Chinese tech giant Huawei is in advanced talks with the government to build 200 telecommunication towers around the country.

Still in its design stage, this plan, once successful, will enable all Solomon Islanders in the country access to internet services.

While the national government is tight lipped about this project, consultations has taken place between different government officials and a Huawei representative in Honiara.

The Minister for Communication and Aviation, Hon. Peter Shanel Agovaka, confirmed that he had set up a technical team to work with a Huawei representative with the view to advise his Ministry and Cabinet on the matter.

Agovaka has been instrumental in pushing forward Solomon Islands fiber-optic backbone, and his vision is to implement a country wide infrastructure roll out to bring faster broadband to rural areas.

“After taking office I embarked on a policy of getting a fiber-optic cable for the country,” the Minister said.

“The next phase of my plan is to connect the rural communities with internet and to do so means we must have broadband towers.

"The third phase is to have the Provinces that have no optic fiber cable connected.”

The Minister said that whatever plans the government has, and how it decides to implement such plans is a sovereign decision.

Huawei, once removed from a contract in Solomon Islands, is most likely approached by the government to build the 200-telecommunication towers while China is the most likely financier for this project.

Details on this project are still sketchy but it is said that the government is keen to pursue this initiative with China. It is understood the 200-telecommunication towers report has not yet reached Cabinet level.

Huawei Technologies Co. Ltd is a Chinese multinational technology company and a world-leading telecommunications provider with $USD 109 billion in annual sales. The founder and CEO of Shenzhen-based Huawei, Ren Zhengfei, is a former Chinese military officer.

The U.S. government actively discourages U.S. carriers from buying Huawei telecom equipment because of security concerns. Google recently restricted Huawei's access to its Android operating system and apps after the Trump administration blacklisted the firm.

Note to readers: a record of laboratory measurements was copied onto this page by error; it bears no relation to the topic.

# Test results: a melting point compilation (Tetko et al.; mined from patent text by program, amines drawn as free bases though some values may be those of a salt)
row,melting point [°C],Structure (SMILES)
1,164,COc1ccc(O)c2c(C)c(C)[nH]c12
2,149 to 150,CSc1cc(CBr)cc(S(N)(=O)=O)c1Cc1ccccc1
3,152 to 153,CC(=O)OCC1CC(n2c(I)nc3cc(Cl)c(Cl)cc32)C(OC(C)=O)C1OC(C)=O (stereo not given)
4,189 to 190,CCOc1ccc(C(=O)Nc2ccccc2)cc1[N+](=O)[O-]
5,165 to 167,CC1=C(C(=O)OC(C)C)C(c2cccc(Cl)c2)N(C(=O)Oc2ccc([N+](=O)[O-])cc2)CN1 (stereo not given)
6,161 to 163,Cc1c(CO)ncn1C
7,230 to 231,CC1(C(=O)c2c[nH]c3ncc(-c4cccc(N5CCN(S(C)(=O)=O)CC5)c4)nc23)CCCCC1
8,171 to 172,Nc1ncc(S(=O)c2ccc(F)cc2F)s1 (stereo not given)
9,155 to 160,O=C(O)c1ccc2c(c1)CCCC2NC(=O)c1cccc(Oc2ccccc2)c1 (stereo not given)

Huawei is also banned from bidding or building 5G networks in Britain, France, Germany, and Australia because of similar security concerns.

In the Pacific region, Papua New Guinea’s Communications Minister has insisted that his country should not repay a $US53 million loan to China, money that was used to build a national data centre.

A report obtained by the Financial Review found that the PNG data centre, designed and built with Huawei equipment, exposed secret government files to being stolen. The report stated that data flows could be easily intercepted without detection.

China’s foreign affairs official, Zhao Lijan, in a recent press conference, told the Globe and Mail that the Ministry is not aware of the report. He insists that the Chinese government requires all Chinese enterprises operating overseas to abide by local laws and regulations.

The data centre has not been operational as it quickly fell into disrepair as insufficient money was set aside for operations. The data centre was part of an Integrated Government Information System (IGIS), which planned to link 57 sites in Port Moresby and five regional centres. It was meant to store confidential government information and the entire data archive of the PNG government.